Pros: Positive cashflow investing could potentially help you to buy multiple properties (because the extra cashflow could make you more attractive to the banks), it provides additional income, may add to your borrowing capacity (for future investments) and can help offset the costs of any negatively geared properties in your portfolio.

Cons: You may potentially pay more tax as you earn more income. Some positive cashflow properties may be located in areas where capital growth may be slower, which could mean the property may not grow in value as much or as quickly as those in other areas. However, capital growth and cash flow are not mutually exclusive when investing. There are ways you may be able to combine the best of both strategies to create the highest possible total return – this is where research can really pay off.

→ Related story: How does positive gearing work?

4.      Buying brand new or off-plan

This strategy involves buying a property from a developer or marketing agent where the property is newly built or yet to be built. I would exercise considerable caution buying brand new or off-plan properties as an “investment” strategy. This has tended to be a poor strategy when the market is at a peak or declining and generally only works in a rapidly rising market. Property marketing groups are often incentivised with large commissions to sell these opportunities, with little regard for the investors’ long-term future. I generally advise to avoid buying off-plan properties in areas where oversupply could occur. It’s also important to make sure you understand the contract, including clauses around timeframes, standard of build quality and guarantees of the developer completing the project, before making a decision.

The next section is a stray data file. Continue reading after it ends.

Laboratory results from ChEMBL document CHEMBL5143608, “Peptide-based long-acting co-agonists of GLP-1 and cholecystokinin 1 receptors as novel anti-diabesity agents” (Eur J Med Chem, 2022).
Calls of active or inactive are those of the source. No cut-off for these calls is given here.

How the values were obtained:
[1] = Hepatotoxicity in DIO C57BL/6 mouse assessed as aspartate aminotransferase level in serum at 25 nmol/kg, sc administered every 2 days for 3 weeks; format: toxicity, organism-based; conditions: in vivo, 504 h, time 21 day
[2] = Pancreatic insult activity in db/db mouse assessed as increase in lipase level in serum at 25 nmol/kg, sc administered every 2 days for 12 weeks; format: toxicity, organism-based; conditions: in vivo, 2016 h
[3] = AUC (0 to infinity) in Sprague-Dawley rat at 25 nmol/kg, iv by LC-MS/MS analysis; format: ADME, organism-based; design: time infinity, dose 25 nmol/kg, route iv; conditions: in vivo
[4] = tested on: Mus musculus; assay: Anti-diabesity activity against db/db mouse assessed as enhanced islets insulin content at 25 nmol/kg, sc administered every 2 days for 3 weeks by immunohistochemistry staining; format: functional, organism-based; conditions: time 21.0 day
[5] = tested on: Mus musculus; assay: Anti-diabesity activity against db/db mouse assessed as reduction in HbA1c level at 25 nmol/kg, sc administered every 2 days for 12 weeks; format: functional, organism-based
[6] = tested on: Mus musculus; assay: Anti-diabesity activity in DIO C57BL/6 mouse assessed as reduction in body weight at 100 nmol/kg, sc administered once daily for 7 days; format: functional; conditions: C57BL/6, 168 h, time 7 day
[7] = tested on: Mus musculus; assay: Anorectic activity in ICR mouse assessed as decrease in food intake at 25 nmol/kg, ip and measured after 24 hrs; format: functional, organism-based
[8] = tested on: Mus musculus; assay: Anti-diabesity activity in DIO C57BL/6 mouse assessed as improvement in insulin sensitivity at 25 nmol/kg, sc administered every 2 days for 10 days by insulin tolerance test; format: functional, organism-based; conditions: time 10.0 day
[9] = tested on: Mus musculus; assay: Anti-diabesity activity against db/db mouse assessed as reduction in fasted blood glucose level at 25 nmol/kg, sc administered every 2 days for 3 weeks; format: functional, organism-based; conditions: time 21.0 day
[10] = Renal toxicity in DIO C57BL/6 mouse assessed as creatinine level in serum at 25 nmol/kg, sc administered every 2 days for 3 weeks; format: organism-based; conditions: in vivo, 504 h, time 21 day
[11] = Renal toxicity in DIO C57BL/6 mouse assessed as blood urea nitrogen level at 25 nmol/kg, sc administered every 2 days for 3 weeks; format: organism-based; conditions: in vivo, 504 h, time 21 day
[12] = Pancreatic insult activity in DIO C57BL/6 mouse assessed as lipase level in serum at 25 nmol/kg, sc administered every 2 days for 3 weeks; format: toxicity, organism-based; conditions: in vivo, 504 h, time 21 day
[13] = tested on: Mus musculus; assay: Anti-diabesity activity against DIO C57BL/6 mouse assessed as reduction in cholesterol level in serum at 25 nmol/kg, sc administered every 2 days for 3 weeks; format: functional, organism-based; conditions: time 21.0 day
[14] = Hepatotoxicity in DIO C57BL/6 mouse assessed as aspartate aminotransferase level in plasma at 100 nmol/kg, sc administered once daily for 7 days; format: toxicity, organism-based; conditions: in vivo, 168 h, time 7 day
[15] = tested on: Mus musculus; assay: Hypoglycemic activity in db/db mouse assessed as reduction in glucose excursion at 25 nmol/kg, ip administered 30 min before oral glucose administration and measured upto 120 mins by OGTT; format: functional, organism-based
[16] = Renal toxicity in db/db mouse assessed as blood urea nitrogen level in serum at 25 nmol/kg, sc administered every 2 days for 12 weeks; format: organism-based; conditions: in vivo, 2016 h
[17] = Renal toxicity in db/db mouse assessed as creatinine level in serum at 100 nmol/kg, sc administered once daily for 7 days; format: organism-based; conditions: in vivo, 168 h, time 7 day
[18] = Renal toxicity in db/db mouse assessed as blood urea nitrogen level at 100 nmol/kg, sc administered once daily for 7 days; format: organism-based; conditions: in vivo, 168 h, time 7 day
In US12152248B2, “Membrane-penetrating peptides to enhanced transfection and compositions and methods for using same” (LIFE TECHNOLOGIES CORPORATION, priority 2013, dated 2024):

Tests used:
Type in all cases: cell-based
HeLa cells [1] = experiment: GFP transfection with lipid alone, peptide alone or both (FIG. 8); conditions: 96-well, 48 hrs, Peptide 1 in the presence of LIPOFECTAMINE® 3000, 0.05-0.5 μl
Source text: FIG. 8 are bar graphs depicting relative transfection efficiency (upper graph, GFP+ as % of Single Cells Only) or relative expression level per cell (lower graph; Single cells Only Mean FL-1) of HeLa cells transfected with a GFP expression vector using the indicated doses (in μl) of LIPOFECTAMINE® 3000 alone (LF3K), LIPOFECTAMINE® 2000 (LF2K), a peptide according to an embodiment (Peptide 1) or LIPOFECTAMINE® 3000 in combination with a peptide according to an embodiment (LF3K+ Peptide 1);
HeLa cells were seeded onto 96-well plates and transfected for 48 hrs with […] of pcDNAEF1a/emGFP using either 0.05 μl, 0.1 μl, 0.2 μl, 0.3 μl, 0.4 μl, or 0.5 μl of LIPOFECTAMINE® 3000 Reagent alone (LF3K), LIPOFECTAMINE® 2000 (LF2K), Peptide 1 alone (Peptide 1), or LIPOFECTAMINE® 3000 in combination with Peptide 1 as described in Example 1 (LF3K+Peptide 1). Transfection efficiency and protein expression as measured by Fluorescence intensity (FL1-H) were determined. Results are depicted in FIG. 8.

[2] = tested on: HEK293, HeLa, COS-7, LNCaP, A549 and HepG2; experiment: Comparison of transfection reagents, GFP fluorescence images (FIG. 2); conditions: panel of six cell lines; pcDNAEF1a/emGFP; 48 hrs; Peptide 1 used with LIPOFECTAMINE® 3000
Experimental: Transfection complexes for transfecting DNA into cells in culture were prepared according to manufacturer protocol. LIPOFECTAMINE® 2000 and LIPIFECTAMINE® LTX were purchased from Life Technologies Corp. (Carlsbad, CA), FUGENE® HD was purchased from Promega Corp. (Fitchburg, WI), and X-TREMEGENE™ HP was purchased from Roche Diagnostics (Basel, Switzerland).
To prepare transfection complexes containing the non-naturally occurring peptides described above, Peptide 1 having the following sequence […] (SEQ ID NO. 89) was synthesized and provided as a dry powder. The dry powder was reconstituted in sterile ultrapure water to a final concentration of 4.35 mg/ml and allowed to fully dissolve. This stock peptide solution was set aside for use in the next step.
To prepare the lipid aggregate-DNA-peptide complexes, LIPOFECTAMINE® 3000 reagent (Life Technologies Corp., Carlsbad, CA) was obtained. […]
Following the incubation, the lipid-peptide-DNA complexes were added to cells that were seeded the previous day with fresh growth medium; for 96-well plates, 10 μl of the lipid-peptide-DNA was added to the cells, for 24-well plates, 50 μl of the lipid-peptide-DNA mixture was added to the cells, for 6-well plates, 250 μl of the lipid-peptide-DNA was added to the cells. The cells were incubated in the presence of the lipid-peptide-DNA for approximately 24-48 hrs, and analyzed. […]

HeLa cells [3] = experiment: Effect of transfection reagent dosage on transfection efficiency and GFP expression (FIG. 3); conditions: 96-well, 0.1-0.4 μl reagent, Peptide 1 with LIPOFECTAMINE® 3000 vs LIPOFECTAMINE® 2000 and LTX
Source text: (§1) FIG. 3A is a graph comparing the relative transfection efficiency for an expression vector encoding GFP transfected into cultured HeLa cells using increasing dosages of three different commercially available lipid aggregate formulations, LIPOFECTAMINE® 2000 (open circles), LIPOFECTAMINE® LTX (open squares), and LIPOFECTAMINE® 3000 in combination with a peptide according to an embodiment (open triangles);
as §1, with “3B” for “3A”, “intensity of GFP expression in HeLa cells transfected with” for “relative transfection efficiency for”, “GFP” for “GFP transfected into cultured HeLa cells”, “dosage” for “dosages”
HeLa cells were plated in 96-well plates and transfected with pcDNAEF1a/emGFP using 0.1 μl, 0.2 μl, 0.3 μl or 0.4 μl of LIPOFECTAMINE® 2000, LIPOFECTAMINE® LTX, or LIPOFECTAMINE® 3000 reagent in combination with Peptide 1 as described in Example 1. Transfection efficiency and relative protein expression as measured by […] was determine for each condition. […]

Pros: Buying brand new often means you receive significant tax deductions. It may also be possible to negotiate a discount on the purchase price if a developer needs to meet pre-sale requirements, and you may have the ability to upgrade some of the finishes.